On-call employees – An alienated reserve army?

Johan Alfonsson


The purpose of the paper is to understand how employees, as a consequence of today’s flexible labour market, can experience alienation towards others and oneself. The question of being alienated towards oneself have often been criticised of using an essentialistic view of man, as if man holds specific unhistorical and essential characteristics which one can be alienated from.
In the paper I argue that Marx in the Theses on Feuerbach abandons his previous essentialistic view of man as presented in the Economic and philosophical manuscripts of 1844. Instead Marx argues that what man is, is (trans)formed by society. The consequence of this change is that what it means to be alienated from oneself is foremost an alienation from the social and society. This is the view of alienation I will use. I argue that alienation is a great concept to understand how employees are affected by the flexible working life of today. In the paper I try to understand how alienation towards oneself and others is experienced by one of the labour forces most flexible group, the on-call employees.
On-call employees is a group that works by the hour and is characterized by great mobility both within and between workplaces. Their working situation is a kaleidoscopic one, where they have to move between different workplaces to get a liveable salary. Because of their situation of underemployment and difficulties to get a liveable income they have to be on stand-by and are on a constant pursuit for working hours. The chase for income and the characteristics of the work contract affects their life to a great extent. Since they work few hours and often at many different workplaces the social relations to other employees are affected and they get alienated in relation to other employees. As a consequence of the characteristics of the employment they seldom know when they will work and for how many hours, and thus face great difficulties planning their economical and social life, which has a high impact on their everyday life. The division between leisure time and working time fades and the instrumentality in the employment relation is, because of their standby status, spilled over on their personal life. This causes alienation towards social relations outside the working life. Because of the economical precarious situation they have a hard time knowing if they will be able to pay their monthly bills, and sometimes even to buy food. This leads to a situation where they constantly have to make economical calculations of their future and the present, and plan their life accordingly. In this sense, they experience a reification of their life, a reification that also involves social relations. The paper is a part of my PhD-project and is based on analysis of 15 interviews with on-called employed youths in Sweden.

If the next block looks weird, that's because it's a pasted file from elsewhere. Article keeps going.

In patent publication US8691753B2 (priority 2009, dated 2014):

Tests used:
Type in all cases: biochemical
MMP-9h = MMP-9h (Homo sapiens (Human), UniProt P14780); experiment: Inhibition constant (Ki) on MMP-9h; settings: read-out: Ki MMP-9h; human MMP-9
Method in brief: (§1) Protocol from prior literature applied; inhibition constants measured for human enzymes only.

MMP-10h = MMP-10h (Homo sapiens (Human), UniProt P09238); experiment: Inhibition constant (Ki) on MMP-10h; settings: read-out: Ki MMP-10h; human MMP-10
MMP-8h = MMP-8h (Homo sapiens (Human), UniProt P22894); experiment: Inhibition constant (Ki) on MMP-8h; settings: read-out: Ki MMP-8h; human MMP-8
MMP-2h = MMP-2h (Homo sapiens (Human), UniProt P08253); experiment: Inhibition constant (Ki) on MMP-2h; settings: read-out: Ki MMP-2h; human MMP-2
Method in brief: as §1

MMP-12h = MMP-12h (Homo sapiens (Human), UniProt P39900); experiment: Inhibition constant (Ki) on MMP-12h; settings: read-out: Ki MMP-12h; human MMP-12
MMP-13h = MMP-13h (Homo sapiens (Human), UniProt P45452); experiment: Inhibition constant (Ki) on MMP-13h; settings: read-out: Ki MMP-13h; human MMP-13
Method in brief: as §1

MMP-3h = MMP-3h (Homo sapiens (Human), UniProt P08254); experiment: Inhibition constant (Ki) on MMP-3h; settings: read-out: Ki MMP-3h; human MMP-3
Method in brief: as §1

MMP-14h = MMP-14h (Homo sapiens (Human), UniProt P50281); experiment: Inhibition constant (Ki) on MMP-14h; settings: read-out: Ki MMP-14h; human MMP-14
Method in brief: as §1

Johan Alfonsson
At the department of Sociology and Work science
University of Gothenburg

Alienation - work - Reification - work precarization